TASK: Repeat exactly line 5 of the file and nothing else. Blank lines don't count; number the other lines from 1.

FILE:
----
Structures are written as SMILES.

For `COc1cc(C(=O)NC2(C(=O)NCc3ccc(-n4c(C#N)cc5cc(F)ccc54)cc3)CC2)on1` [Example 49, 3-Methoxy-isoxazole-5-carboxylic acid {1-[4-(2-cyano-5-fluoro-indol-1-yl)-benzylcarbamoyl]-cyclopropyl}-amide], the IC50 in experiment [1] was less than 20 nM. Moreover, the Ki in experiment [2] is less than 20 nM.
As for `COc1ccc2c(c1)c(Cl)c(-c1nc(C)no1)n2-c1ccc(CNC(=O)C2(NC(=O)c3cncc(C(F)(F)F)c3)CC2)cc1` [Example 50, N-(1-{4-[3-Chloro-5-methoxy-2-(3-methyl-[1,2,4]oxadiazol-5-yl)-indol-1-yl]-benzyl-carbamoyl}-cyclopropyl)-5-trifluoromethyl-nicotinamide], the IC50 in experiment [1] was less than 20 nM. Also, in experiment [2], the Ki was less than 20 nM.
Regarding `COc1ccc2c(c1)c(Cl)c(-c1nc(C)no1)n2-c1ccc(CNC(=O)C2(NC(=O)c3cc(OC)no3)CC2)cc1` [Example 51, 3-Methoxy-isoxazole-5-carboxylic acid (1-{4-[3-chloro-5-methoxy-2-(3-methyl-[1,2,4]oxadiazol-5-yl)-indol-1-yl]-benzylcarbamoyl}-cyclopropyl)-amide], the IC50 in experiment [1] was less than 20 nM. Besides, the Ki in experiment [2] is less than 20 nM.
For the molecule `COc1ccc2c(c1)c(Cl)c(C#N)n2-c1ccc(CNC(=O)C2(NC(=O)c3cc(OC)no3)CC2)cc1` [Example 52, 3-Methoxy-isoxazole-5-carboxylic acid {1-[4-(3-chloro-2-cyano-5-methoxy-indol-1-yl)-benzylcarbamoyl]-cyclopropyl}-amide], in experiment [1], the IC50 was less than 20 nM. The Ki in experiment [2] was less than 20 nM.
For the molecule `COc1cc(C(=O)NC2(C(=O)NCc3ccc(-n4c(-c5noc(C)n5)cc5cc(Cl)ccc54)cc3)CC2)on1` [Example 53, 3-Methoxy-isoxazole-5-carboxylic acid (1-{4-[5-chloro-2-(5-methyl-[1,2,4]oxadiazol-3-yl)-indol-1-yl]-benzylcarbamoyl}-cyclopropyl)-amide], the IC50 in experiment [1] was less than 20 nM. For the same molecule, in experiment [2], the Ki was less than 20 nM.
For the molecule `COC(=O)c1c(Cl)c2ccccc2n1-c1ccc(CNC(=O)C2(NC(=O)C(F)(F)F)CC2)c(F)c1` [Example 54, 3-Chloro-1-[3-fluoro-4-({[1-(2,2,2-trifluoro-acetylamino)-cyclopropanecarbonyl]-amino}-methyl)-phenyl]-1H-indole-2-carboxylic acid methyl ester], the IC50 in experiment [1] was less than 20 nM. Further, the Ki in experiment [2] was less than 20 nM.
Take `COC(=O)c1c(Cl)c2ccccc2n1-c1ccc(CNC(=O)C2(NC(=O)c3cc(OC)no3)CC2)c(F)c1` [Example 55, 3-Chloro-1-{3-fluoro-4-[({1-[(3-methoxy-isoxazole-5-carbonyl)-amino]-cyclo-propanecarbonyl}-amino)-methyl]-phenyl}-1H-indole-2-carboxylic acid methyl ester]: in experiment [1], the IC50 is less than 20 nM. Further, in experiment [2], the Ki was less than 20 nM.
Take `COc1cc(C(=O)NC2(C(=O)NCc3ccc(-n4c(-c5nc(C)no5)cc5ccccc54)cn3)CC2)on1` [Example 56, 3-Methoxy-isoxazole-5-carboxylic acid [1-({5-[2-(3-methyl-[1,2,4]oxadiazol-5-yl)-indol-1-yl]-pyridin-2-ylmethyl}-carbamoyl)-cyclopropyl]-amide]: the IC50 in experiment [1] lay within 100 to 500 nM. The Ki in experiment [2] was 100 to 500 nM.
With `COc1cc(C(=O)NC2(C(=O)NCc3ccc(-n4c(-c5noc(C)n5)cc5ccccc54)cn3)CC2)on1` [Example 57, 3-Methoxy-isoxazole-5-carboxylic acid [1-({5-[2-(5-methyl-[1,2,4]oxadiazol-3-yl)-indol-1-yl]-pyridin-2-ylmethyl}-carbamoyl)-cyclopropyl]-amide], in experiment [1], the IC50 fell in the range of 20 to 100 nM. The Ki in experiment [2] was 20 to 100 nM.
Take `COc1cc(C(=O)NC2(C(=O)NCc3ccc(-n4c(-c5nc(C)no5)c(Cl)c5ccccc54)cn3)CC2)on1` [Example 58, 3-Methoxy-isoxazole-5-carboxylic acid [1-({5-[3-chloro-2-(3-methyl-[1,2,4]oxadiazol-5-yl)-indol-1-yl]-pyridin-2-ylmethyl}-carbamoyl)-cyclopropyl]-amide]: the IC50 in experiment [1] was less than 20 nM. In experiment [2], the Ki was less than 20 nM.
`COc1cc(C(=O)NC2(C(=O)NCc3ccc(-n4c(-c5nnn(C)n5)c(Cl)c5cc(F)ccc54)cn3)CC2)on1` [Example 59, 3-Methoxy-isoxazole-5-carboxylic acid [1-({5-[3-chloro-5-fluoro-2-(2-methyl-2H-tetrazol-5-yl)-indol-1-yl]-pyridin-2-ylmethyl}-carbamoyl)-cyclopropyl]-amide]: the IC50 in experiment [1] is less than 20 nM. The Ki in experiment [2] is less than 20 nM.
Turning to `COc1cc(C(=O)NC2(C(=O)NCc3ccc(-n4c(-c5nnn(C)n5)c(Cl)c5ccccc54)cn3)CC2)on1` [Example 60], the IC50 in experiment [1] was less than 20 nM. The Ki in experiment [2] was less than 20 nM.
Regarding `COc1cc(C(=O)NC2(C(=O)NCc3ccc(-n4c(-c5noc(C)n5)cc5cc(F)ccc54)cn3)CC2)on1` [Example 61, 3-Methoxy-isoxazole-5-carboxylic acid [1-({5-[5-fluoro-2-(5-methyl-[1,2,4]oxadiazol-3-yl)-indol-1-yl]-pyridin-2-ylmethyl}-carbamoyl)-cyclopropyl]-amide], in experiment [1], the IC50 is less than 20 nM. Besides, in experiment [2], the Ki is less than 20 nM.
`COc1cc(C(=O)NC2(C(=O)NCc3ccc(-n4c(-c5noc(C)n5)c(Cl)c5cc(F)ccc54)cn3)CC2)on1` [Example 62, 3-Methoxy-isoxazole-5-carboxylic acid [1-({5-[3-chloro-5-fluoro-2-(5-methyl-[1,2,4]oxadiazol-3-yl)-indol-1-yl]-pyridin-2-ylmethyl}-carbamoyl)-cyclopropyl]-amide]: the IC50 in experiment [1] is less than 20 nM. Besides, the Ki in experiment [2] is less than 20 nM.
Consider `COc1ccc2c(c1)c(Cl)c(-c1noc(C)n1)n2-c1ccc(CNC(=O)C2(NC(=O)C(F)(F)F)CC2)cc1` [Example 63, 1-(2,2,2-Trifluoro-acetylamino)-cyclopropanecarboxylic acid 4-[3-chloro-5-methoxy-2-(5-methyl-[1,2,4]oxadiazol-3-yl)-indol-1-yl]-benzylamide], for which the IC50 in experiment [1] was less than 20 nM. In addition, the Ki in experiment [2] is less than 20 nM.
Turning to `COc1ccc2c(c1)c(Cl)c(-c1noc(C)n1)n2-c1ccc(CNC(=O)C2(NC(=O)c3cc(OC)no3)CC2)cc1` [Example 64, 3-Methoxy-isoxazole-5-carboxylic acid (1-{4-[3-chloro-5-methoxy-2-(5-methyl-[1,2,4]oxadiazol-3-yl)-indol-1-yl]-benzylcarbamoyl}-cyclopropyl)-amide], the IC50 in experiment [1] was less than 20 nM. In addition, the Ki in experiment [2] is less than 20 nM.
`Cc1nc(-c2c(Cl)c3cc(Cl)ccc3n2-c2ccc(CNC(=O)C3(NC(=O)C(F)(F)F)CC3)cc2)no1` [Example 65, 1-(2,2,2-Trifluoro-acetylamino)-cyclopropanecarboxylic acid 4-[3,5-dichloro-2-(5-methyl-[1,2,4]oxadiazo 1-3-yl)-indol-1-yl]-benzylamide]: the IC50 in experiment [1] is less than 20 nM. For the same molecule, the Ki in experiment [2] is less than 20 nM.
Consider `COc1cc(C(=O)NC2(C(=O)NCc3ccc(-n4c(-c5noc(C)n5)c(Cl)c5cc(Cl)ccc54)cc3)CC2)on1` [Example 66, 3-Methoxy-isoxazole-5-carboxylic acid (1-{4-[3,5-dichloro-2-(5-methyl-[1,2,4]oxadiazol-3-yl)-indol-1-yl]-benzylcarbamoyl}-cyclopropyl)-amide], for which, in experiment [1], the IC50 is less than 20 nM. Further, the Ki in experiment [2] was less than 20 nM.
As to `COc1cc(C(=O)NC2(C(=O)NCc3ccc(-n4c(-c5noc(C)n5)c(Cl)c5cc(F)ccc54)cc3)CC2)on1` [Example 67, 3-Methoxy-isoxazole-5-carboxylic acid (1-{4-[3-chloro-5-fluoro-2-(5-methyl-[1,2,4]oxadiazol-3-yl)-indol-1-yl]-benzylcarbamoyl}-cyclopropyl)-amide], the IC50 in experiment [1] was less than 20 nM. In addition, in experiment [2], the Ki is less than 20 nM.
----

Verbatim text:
For the molecule `COc1ccc2c(c1)c(Cl)c(C#N)n2-c1ccc(CNC(=O)C2(NC(=O)c3cc(OC)no3)CC2)cc1` [Example 52, 3-Methoxy-isoxazole-5-carboxylic acid {1-[4-(3-chloro-2-cyano-5-methoxy-indol-1-yl)-benzylcarbamoyl]-cyclopropyl}-amide], in experiment [1], the IC50 was less than 20 nM. The Ki in experiment [2] was less than 20 nM.